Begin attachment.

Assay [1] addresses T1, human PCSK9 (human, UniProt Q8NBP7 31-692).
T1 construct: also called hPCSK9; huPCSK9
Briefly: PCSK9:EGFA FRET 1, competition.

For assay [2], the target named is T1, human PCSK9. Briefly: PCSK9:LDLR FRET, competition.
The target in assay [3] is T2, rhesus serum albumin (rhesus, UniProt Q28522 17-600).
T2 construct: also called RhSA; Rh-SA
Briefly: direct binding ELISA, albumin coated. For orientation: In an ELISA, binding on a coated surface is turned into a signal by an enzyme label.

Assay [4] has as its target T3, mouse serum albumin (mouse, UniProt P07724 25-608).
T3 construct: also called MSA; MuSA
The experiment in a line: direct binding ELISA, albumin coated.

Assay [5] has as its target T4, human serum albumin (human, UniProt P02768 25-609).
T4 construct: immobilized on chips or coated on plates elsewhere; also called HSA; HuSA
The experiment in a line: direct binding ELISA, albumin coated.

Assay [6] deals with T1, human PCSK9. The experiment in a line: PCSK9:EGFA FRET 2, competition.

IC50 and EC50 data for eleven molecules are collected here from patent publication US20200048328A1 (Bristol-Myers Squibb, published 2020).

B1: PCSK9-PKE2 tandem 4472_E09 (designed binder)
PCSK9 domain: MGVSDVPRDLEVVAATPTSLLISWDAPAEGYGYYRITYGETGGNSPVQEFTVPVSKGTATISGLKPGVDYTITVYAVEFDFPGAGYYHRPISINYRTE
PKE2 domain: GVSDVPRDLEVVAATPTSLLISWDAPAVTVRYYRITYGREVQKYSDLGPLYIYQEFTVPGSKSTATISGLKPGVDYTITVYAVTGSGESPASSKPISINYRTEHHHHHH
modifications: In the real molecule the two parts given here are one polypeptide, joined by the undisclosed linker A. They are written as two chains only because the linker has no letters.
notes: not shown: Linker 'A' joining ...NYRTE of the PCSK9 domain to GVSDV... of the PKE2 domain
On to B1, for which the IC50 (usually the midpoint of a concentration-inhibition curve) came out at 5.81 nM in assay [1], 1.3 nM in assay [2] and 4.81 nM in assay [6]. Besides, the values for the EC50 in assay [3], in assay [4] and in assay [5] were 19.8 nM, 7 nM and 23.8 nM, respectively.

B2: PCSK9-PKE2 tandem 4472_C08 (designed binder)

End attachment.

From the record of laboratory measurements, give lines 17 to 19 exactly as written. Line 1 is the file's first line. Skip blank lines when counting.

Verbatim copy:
PCSK9 domain: MGVSDVPRDLEVVAATPTSLLISWDAPAEGYGYYRITYGETGGNSPVQEFTVPVSKGTATISGLKPGVDYTITVYAVEFDFPGAGYYHRPISINYRTE
PKE2 domain: GVSDVPRDLEVVAATPTSLLISWDAPAVTVRYYRITYGREVQKYSDLGPLYIYQEFTVPGSKSTATISGLKPGVDYTITVYAVTGSGESPASSKPISINYRTEHHHHHH
modifications: In the real molecule the two parts given here are one polypeptide, joined by the undisclosed linker A. They are written as two chains only because the linker has no letters.